Abstract: Spontaneous norms, or simply norms, can be defined as rules of conduct that emerge without intentional design and in the absence of purposeful external coordination. While the law and economics scholarship has formally analyzed spontaneous norms, the analysis has typically been limited to scenarios where agents possess complete information about the interaction structure, including others' understanding of desirable and undesirable outcomes. In contrast, this paper examines spontaneous norms under the assumption of agent heterogeneity and private preferences. By employing a game-theoretical framework, the analysis reveals that norms' lifecycle can be divided into a formative phase and a long-run phase. The formative phase crucially shapes the norm's content and is itself critically dependent on the initial beliefs that agents hold about each other. Moreover, spontaneous norms are resilient to minor shocks to the belief structure but disintegrate when the magnitude of shocks becomes significant. In the final part, the paper highlights the broader implications of its findings, indicating applications in general law and economics, legal anthropology and history, and the sociology of social norms.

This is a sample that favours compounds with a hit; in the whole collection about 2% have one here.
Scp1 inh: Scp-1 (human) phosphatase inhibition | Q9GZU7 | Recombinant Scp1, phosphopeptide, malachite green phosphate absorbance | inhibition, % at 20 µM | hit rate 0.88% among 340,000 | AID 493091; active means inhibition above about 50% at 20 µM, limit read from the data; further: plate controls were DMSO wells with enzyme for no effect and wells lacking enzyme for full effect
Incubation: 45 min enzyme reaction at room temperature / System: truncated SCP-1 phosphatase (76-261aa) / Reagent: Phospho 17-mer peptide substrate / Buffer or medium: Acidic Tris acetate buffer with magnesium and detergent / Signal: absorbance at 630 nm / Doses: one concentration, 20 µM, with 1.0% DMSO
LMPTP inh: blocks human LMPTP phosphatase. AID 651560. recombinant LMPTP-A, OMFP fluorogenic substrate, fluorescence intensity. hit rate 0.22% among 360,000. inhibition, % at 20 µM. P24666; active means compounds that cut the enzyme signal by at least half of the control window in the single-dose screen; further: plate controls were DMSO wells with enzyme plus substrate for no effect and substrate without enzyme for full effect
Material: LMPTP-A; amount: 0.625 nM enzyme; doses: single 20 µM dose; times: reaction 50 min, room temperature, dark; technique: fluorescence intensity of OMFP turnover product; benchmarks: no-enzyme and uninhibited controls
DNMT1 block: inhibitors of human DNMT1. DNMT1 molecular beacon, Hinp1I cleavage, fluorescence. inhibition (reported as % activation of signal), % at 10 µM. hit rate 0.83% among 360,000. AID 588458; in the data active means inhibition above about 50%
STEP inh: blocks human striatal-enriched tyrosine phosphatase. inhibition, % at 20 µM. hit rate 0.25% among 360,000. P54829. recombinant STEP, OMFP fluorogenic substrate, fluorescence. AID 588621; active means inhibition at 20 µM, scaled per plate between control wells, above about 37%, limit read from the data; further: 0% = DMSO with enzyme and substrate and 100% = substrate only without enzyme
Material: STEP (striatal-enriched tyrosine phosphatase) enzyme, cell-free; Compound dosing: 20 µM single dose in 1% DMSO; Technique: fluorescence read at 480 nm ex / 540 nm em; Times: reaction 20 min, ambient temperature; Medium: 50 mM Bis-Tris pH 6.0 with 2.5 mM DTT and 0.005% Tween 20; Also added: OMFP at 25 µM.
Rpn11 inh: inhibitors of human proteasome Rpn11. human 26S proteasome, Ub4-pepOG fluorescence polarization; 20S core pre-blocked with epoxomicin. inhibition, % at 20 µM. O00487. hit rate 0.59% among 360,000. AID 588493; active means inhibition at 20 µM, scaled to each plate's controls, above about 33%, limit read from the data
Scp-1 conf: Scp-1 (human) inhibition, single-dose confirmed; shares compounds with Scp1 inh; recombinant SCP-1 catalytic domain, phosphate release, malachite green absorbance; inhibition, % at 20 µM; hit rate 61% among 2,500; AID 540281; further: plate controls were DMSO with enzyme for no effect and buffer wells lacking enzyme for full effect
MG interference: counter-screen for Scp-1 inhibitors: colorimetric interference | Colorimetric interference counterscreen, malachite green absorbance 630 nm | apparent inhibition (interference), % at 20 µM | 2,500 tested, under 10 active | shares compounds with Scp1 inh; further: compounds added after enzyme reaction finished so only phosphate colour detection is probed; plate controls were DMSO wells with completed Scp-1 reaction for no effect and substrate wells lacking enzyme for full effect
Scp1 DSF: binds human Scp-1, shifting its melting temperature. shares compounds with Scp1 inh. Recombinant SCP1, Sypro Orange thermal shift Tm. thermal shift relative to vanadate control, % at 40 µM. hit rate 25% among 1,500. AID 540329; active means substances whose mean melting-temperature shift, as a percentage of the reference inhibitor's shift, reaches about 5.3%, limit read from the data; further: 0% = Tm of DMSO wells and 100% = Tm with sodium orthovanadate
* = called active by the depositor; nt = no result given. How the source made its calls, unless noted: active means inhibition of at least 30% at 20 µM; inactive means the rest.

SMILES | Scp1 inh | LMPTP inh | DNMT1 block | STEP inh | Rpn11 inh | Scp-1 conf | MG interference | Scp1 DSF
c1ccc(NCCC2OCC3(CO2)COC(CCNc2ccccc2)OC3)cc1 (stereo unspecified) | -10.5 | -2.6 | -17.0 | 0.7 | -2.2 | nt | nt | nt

Keywords: Spontaneous norms, Social norms, Custom, Private assessment, Legal history
    JEL: K00 K10 K39 P48 Z13
    Date: 2024
  5. By: Julien Jacob; Caroline Orset